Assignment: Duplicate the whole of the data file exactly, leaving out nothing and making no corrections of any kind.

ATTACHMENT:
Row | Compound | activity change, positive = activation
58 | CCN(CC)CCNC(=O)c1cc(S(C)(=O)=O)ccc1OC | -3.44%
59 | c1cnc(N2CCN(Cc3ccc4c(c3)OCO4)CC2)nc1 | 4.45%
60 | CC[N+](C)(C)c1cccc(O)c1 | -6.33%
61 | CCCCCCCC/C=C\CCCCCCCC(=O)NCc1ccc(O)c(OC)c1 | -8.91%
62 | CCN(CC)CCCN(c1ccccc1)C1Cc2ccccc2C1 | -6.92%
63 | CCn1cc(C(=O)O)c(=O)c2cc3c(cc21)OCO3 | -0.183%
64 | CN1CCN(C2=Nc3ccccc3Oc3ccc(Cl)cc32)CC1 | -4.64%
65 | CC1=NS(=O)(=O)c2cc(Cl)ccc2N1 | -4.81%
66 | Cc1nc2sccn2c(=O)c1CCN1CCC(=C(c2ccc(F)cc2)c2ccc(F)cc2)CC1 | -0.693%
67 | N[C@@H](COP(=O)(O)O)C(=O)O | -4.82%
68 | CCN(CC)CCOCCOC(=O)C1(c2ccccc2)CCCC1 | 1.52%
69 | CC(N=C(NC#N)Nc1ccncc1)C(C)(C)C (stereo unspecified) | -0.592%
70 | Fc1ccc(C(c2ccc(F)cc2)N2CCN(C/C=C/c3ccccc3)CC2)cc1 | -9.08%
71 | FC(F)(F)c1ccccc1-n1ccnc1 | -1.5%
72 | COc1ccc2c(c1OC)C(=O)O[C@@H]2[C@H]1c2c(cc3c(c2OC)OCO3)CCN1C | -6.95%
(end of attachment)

Row | Compound | activity change, positive = activation
58 | CCN(CC)CCNC(=O)c1cc(S(C)(=O)=O)ccc1OC | -3.44%
59 | c1cnc(N2CCN(Cc3ccc4c(c3)OCO4)CC2)nc1 | 4.45%
60 | CC[N+](C)(C)c1cccc(O)c1 | -6.33%
61 | CCCCCCCC/C=C\CCCCCCCC(=O)NCc1ccc(O)c(OC)c1 | -8.91%
62 | CCN(CC)CCCN(c1ccccc1)C1Cc2ccccc2C1 | -6.92%
63 | CCn1cc(C(=O)O)c(=O)c2cc3c(cc21)OCO3 | -0.183%
64 | CN1CCN(C2=Nc3ccccc3Oc3ccc(Cl)cc32)CC1 | -4.64%
65 | CC1=NS(=O)(=O)c2cc(Cl)ccc2N1 | -4.81%
66 | Cc1nc2sccn2c(=O)c1CCN1CCC(=C(c2ccc(F)cc2)c2ccc(F)cc2)CC1 | -0.693%
67 | N[C@@H](COP(=O)(O)O)C(=O)O | -4.82%
68 | CCN(CC)CCOCCOC(=O)C1(c2ccccc2)CCCC1 | 1.52%
69 | CC(N=C(NC#N)Nc1ccncc1)C(C)(C)C (stereo unspecified) | -0.592%
70 | Fc1ccc(C(c2ccc(F)cc2)N2CCN(C/C=C/c3ccccc3)CC2)cc1 | -9.08%
71 | FC(F)(F)c1ccccc1-n1ccnc1 | -1.5%
72 | COc1ccc2c(c1OC)C(=O)O[C@@H]2[C@H]1c2c(cc3c(c2OC)OCO3)CCN1C | -6.95%